Sunny, seductive Sydney is a high contender for the title of the world's most ideal city. It is slick and smart, the streets are clean, the parks sublime, the water in the huge harbour bright blue, and the landmark buildings breath-taking. Sydney's population is approaching five million, but it is easy to leave the frenetic urban pace behind with just a simple ferry ride to the North Shore for a bush walk, or a stroll along the harbour beaches, or any one of a number of daytrips to explore the 'real' Australia on the city's doorstep.
Sydney, Australia © Judith Duk
Just like its characteristic white-sailed Opera House, Sydney seems to cruise effortlessly through nights and days filled with myriad entertainment opportunities, sophisticated shopping, memorable museums, and strings of beautiful beaches. Visitors find it exhausting to take it all in, even though the tourist precinct where most of the interesting attractions are to be found is concentrated in quite a small area around the downtown waterfront and harbour.
The fact that Sydney is a thriving seaport and industrial city has been cleverly concealed behind attractive pleasure and leisure grounds and residential suburbs, making full use of the scenic, watery geographical location. The harbour area is dominated by the span of one of the world's largest arched bridges, backed by towering skyscrapers. It is all a far cry from the remote penal colony established by the British back in 1788.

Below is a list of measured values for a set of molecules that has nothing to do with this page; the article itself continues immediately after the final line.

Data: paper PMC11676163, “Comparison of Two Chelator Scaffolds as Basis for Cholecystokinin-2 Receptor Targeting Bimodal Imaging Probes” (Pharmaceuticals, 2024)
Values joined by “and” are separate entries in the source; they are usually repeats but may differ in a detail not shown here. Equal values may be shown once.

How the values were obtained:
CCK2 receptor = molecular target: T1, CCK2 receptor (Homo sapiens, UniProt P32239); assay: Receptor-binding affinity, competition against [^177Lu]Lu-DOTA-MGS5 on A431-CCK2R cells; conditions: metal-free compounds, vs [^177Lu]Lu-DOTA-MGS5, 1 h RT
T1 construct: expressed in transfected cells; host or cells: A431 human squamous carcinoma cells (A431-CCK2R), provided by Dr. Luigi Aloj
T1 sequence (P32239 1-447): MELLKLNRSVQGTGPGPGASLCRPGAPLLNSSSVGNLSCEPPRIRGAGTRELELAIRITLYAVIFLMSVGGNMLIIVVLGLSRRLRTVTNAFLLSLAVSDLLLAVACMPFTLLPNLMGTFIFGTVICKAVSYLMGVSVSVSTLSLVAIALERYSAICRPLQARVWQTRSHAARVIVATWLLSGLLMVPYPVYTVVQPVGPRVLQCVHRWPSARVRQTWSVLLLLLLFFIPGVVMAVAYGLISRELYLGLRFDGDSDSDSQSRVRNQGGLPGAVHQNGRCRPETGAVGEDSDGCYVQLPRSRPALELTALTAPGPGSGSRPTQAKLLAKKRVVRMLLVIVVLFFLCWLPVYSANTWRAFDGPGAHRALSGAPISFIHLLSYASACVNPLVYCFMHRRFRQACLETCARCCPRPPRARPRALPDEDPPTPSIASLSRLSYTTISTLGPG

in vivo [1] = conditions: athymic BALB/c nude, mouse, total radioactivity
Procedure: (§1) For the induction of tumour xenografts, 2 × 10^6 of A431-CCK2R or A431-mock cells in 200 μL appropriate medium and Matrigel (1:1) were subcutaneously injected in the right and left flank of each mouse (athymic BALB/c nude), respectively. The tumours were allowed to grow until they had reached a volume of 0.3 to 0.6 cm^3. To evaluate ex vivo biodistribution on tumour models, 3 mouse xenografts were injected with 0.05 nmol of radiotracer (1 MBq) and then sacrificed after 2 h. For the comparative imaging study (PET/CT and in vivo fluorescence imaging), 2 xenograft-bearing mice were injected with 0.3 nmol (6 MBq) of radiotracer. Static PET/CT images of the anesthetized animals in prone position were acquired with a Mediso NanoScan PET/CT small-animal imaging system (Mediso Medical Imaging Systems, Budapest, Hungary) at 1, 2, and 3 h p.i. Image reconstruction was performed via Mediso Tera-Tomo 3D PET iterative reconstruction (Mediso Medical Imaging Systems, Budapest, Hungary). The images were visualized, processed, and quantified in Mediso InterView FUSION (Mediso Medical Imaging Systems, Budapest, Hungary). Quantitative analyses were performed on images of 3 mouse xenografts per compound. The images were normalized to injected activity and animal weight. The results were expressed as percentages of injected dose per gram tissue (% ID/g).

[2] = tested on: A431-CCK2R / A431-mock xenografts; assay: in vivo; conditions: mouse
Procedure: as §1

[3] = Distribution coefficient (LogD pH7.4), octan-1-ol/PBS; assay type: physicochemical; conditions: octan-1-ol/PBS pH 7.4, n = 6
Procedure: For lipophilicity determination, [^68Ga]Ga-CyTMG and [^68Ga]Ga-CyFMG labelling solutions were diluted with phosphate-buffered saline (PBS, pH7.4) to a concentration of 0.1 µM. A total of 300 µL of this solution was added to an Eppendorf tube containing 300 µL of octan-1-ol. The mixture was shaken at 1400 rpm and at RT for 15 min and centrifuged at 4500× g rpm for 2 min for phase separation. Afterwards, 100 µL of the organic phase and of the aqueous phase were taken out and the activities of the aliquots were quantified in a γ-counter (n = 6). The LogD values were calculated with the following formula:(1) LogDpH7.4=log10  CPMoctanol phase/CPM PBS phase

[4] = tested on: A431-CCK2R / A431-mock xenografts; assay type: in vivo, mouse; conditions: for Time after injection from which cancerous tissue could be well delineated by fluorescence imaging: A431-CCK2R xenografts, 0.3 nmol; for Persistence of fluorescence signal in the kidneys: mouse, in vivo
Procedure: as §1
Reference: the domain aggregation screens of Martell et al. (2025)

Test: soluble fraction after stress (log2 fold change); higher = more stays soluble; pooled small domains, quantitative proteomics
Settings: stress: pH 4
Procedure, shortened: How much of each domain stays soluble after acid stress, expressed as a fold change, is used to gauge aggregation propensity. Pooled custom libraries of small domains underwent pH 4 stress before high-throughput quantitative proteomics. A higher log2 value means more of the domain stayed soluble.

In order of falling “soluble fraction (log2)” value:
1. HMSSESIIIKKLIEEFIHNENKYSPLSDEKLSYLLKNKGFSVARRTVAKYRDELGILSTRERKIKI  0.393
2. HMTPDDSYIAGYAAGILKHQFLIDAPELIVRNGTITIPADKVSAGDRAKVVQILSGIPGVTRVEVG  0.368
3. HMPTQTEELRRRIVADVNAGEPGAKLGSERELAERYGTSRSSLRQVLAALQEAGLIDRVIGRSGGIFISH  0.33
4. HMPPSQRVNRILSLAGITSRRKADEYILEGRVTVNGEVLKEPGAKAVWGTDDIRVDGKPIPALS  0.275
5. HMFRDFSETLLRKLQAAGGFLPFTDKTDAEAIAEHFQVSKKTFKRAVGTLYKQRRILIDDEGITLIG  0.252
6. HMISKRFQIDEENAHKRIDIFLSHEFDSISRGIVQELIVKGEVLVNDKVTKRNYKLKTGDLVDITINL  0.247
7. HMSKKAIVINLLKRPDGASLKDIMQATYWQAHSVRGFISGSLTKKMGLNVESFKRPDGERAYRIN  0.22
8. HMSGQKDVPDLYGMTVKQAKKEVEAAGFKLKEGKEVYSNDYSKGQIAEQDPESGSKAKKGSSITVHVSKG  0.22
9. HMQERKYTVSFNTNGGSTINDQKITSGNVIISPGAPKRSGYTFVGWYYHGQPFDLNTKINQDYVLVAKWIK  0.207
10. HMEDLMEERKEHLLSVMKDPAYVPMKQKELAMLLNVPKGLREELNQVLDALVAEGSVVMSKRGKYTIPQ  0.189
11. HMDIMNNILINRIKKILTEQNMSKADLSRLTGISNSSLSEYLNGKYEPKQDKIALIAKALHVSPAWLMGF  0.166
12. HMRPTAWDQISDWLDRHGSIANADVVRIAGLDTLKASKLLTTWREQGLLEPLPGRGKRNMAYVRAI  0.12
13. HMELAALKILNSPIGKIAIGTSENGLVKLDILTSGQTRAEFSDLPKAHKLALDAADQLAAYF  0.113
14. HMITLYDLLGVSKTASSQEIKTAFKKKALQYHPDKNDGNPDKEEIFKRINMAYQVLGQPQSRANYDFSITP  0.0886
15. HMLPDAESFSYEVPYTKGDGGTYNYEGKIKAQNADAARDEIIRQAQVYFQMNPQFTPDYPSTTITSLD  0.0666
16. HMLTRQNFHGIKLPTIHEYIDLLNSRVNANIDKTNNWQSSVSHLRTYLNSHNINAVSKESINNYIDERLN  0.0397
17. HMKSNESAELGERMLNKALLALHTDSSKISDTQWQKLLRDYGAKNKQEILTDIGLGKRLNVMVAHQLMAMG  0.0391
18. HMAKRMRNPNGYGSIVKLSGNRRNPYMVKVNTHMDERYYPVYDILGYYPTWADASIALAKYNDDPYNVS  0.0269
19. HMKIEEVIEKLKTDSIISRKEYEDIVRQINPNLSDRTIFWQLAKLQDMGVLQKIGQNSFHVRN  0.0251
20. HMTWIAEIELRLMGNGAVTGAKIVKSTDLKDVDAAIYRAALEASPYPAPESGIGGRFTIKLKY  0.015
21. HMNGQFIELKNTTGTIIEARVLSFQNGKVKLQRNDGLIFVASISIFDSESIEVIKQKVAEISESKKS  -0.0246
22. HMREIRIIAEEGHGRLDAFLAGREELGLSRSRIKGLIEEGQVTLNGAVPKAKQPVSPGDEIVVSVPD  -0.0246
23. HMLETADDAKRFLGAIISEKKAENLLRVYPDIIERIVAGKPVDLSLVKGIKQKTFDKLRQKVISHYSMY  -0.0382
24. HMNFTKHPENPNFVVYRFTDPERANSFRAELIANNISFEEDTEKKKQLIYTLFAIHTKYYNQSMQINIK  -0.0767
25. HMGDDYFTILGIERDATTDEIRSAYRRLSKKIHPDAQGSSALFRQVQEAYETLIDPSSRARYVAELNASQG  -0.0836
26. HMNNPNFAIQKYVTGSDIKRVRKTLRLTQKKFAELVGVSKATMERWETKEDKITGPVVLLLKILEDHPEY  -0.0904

Another plus for visitors is that compared to most big cities Sydney offers excellent, reasonably priced food, accommodation and public transport. The city also has an excellent suburban rail network, with its hub at Circular Quay in the city centre, and full use is made of the waterways with ferries and passenger jet boats plying to and from various points.
To the north of Sydney is the Pacific Coastal route, which passes beautiful coastal scenery, laid back seaside communities like Byron Bay, and excellent surf, with nearly 249 miles (400km) of beaches to explore. Whale watching is popular in season and the region is also dotted with numerous national parks and nature reserves that offer activities from hiking to kayaking in the Myall Lakes. The Waterfall Way, which winds up to the New England Tablelands, is one of the most scenic drives in the world, taking in the vineyards of the famed Hunter Valley. To the south of Sydney is Australia's only alpine habitat in the Snowy Mountains, where winter skiing is the main attraction. In summer the mountains become a playground for whitewater rafters, fishermen, kayakers and hikers.